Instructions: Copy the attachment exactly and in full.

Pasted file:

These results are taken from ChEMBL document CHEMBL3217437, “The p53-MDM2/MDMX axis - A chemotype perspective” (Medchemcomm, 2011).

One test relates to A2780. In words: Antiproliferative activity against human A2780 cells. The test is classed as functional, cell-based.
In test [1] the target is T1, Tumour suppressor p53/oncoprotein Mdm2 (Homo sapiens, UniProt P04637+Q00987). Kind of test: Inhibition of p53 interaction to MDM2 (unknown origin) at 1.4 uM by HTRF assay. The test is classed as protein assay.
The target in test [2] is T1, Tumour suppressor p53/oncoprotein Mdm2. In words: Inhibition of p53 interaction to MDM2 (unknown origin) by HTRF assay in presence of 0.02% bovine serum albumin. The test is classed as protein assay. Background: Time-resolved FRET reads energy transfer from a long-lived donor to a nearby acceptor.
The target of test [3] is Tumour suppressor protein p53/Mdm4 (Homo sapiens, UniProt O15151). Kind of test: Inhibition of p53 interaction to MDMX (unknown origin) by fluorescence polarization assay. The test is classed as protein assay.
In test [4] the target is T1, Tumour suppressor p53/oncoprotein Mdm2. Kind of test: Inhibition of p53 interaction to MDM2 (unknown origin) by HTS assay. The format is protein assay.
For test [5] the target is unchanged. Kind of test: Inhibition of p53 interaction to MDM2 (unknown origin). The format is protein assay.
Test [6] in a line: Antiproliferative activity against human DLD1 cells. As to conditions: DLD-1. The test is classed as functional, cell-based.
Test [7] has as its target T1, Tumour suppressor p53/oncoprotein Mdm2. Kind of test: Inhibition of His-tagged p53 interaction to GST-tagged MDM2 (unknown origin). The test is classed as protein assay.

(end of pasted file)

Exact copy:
These results are taken from ChEMBL document CHEMBL3217437, “The p53-MDM2/MDMX axis - A chemotype perspective” (Medchemcomm, 2011).

One test relates to A2780. In words: Antiproliferative activity against human A2780 cells. The test is classed as functional, cell-based.
In test [1] the target is T1, Tumour suppressor p53/oncoprotein Mdm2 (Homo sapiens, UniProt P04637+Q00987). Kind of test: Inhibition of p53 interaction to MDM2 (unknown origin) at 1.4 uM by HTRF assay. The test is classed as protein assay.
The target in test [2] is T1, Tumour suppressor p53/oncoprotein Mdm2. In words: Inhibition of p53 interaction to MDM2 (unknown origin) by HTRF assay in presence of 0.02% bovine serum albumin. The test is classed as protein assay. Background: Time-resolved FRET reads energy transfer from a long-lived donor to a nearby acceptor.
The target of test [3] is Tumour suppressor protein p53/Mdm4 (Homo sapiens, UniProt O15151). Kind of test: Inhibition of p53 interaction to MDMX (unknown origin) by fluorescence polarization assay. The test is classed as protein assay.
In test [4] the target is T1, Tumour suppressor p53/oncoprotein Mdm2. Kind of test: Inhibition of p53 interaction to MDM2 (unknown origin) by HTS assay. The format is protein assay.
For test [5] the target is unchanged. Kind of test: Inhibition of p53 interaction to MDM2 (unknown origin). The format is protein assay.
Test [6] in a line: Antiproliferative activity against human DLD1 cells. As to conditions: DLD-1. The test is classed as functional, cell-based.
Test [7] has as its target T1, Tumour suppressor p53/oncoprotein Mdm2. Kind of test: Inhibition of His-tagged p53 interaction to GST-tagged MDM2 (unknown origin). The test is classed as protein assay.